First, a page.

Sometime during the evolution of hot rods someone had the idea to ditch the front and rear bumpers. For those into speed, they would argue bumpers were unnecessary weight. For those into aesthetics they'd argue they were eyesores. Whichever the case may be, the fact remains the same; the lack of what was designed to be the preeminent collision protection looks killer. The hobby evolved once again and this time the stock bumpers were put aside to make room for a set of ornamental styled bars; or as we know them today: nerf bars. The nerf bar was the perfect solution to create a one-off look while retaining the "idea" of having some sort of bumper. For whatever reason, early hot rod trucks took to the concept of nerf bars and still to this day they are prominent fixtures in our realm.
When it comes to nerf bars there are all sorts of styles to choose from. Head out to any rod and custom show and you'll see nerf bars in every shape, form, and size. For my particular application, a '40 Ford pickup, the only thing I knew was I wanted something that would stand out. Without a clue as to what direction I was headed I ventured off to the local metal supply house for some inspiration. As fate would have it, I wasn't but 10 paces into the scrap section when I noticed a ton of 12-foot sticks of oval tubing in the remnants section due to surface rust. What normally runs $20 plus a foot was discounted down to $6.75 for 12 feet … so I bought 11 sticks, every stick they had! Granted I didn't need that much oval stock for the nerf bars, but at that price I wasn't passing it up. With the oval stock in hand I set off back to the shop with one thing for certain, my nerf bars were going to be oval.
Like so many things, once you cross that first hurdle everything else just seems to flow into place. Immediately, I knew how I was going to go about making the nerf bars for the Ford. The plan was simple, being that the oval shape was distinctive enough, I chose to make three straight pieces and form some sort of a grille insert look at the rear of the truck. Instead of putting the pieces in a straight line I decided to stagger the three floating bars with the middle bar protruding the farthest. Custom end caps would be added to the ends of the tubes to create a finished look. The last step was to figure out the mounting. Again, I wanted to fabricate everything from scratch, but I also wanted things to go beyond just a simple straight bar style of mount. With plenty of oval stock to play with I decided I would make an I-beam-styled bracket and then insert 1-inch oval fittings inside the I-beam. All-in-all the nerf bars are pretty simple, but with some creative thinking (and a stroke of good fortune at the metal yard) I'll accomplish my goal of distinguishing the Ford.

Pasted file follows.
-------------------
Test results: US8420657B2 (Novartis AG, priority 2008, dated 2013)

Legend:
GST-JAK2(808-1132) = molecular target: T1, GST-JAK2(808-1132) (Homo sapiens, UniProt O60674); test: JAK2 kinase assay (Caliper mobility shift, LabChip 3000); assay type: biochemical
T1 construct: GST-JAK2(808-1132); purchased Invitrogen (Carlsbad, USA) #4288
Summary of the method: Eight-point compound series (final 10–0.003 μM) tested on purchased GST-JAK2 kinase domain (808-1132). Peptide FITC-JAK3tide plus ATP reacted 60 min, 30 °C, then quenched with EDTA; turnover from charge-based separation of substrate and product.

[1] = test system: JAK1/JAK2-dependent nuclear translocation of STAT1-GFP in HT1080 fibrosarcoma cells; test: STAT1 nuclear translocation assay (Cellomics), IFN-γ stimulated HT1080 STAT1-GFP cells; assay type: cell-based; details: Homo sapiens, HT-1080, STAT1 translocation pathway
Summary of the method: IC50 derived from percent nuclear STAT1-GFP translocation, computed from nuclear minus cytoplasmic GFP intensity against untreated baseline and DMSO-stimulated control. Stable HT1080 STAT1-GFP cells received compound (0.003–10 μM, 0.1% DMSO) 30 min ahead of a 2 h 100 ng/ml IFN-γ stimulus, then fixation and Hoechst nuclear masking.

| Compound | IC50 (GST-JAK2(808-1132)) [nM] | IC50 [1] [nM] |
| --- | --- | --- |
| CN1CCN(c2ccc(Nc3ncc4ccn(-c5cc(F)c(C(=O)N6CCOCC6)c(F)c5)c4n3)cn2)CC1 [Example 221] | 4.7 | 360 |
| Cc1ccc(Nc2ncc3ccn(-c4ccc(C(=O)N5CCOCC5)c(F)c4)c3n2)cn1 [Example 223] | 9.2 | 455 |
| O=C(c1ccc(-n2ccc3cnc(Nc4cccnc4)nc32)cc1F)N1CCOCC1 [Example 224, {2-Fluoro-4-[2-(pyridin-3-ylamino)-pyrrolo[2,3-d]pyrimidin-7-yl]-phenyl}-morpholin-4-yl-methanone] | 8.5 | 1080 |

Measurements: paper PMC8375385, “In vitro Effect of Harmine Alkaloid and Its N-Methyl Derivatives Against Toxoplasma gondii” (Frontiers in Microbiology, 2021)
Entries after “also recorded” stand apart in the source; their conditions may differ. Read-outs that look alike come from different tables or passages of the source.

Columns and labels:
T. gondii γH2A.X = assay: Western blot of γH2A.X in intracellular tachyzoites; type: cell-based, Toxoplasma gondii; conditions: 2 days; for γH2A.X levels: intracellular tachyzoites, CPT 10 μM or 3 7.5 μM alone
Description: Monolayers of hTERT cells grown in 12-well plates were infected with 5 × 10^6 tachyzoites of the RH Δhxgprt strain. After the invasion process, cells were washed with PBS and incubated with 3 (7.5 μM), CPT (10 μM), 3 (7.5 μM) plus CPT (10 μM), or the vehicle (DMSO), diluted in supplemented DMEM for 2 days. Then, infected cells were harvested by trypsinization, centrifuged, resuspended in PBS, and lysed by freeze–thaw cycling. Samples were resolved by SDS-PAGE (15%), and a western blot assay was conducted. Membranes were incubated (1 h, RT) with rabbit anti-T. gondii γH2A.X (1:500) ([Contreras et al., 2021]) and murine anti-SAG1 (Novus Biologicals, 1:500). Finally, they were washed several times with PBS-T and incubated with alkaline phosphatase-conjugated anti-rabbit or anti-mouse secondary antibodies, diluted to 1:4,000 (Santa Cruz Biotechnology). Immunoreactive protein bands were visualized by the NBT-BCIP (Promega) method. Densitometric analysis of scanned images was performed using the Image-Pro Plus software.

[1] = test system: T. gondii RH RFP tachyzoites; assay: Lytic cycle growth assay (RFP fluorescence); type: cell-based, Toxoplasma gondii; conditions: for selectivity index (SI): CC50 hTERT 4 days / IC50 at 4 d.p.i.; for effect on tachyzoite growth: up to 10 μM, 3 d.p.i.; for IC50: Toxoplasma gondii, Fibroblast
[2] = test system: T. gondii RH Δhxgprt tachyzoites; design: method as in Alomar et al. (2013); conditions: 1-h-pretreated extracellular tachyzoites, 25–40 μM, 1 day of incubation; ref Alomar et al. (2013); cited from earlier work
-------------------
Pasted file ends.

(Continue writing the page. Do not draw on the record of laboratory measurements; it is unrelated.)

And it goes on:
1. I scored a killer deal on this oval tubing, and figured it would be the perfect metal stock to make some nerf bar-styled bumpers. The first step is to cut three pieces to the desired length.
2. Instead of flat ends to the bars, I’m going to make some convex caps. My first chore is to outline a piece of tubing onto some 20-gauge sheetmetal.
3. With a sandbag and my smallest teardrop mallet I hammered the desired form into the oval pattern.
4. A plenishing hammer will smooth out the convex form to a perfect finish.
5. Here’s a look at the finished product. I’ll use the combination of a 3-inch cutoff wheel and 1⁄4-inch angle grinder to cut out my cap. This method will ensure no warpage or distortion.
6. The caps will be edge-welded at the end of each tube.
7. I dressed the weld along the cap with some 80-grit paper on a DA. The DA allows me to round the edges in a uniform shape. I’m going to run these nerf bars bare so things need to be as dead-on as possible!
8. I want my nerf bars to have a floating look; therefore I’m welding two 3⁄8-inch bolts into the back side of each bar. Keep in mind, the length of the bolts depend on the distance you want the bars to be from the vehicle.
9. Along with the actual bars, I’m going to make a set of brackets as well. The idea is to make an I-beam style bracket with oval inserts placed inside of it. Here’s my template that I’ll trace onto 3⁄16-inch steel.
10. In order to cut out the ovals in the center section of the brackets, I drilled a series of three holes inside each oval outline.
11. From there I used an air saw and die grinder to remove the remaining metal inside the ovals.
12. Three 1-inch-long pieces of oval tubing were cut and inserted in the bracket. Next, the bracket was spaced accordingly and the oval inserts were welded in position.
13. Fast forward a bit, and here’s how the finished product turned out. Once I completed the center section I welded 1-inch strap along the top and bottom to form an I-beam look. The mounting tab for the frame is welded to the end of the brackets, but I’ll hold off on the mounting pad for the nerf bars.
14. The top nerf bar will mount to the bottom of the bed bracing just below the tailgate, therefore I drilled mounting holes accordingly.
15. The mounting pad for the nerf bars is a 2-inch strap. I drilled three holes in the strap with the desired spacing for the nerf bars. The top hole will align with the hole in the bed bracing, and the top nerf bar will insert into both holes. The other nerf bars will simply mount to the remaining holes in the pad.
16. To keep things simple, the rear of my brackets mount to the stock Ford bumper bracket holes. With the nerf bars in position I mounted the brackets and welded the nerf bar mounting pad to the opposing end of the bracket.
17. The plan is to chrome the nerf bars and brackets, but for now it was time to get creative again. The nerf bars and brackets were ground with a DA and sprayed candy green. All-in-all these nerf bars and brackets are how you can make a big splash with a little coin.